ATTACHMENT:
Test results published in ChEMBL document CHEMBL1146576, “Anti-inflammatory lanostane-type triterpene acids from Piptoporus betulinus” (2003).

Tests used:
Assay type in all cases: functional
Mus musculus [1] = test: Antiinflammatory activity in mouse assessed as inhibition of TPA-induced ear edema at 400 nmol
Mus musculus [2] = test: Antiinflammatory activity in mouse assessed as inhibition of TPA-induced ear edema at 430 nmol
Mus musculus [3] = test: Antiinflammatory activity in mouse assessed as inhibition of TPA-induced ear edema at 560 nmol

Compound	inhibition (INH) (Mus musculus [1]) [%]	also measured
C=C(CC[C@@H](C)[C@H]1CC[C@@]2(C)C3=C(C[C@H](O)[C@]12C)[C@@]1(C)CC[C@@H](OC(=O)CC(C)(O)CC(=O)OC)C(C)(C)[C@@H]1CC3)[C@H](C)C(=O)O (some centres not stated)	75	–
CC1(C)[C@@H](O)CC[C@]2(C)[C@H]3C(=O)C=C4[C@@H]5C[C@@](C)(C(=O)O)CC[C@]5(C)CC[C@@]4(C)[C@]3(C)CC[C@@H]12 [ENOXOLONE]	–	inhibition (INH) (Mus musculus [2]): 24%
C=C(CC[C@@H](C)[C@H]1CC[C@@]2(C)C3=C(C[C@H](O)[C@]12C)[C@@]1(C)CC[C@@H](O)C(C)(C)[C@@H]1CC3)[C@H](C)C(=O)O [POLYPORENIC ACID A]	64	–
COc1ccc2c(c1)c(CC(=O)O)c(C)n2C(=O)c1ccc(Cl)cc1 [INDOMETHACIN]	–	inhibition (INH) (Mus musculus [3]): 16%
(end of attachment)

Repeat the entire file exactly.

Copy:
Test results published in ChEMBL document CHEMBL1146576, “Anti-inflammatory lanostane-type triterpene acids from Piptoporus betulinus” (2003).

Tests used:
Assay type in all cases: functional
Mus musculus [1] = test: Antiinflammatory activity in mouse assessed as inhibition of TPA-induced ear edema at 400 nmol
Mus musculus [2] = test: Antiinflammatory activity in mouse assessed as inhibition of TPA-induced ear edema at 430 nmol
Mus musculus [3] = test: Antiinflammatory activity in mouse assessed as inhibition of TPA-induced ear edema at 560 nmol

Compound	inhibition (INH) (Mus musculus [1]) [%]	also measured
C=C(CC[C@@H](C)[C@H]1CC[C@@]2(C)C3=C(C[C@H](O)[C@]12C)[C@@]1(C)CC[C@@H](OC(=O)CC(C)(O)CC(=O)OC)C(C)(C)[C@@H]1CC3)[C@H](C)C(=O)O (some centres not stated)	75	–
CC1(C)[C@@H](O)CC[C@]2(C)[C@H]3C(=O)C=C4[C@@H]5C[C@@](C)(C(=O)O)CC[C@]5(C)CC[C@@]4(C)[C@]3(C)CC[C@@H]12 [ENOXOLONE]	–	inhibition (INH) (Mus musculus [2]): 24%
C=C(CC[C@@H](C)[C@H]1CC[C@@]2(C)C3=C(C[C@H](O)[C@]12C)[C@@]1(C)CC[C@@H](O)C(C)(C)[C@@H]1CC3)[C@H](C)C(=O)O [POLYPORENIC ACID A]	64	–
COc1ccc2c(c1)c(CC(=O)O)c(C)n2C(=O)c1ccc(Cl)cc1 [INDOMETHACIN]	–	inhibition (INH) (Mus musculus [3]): 16%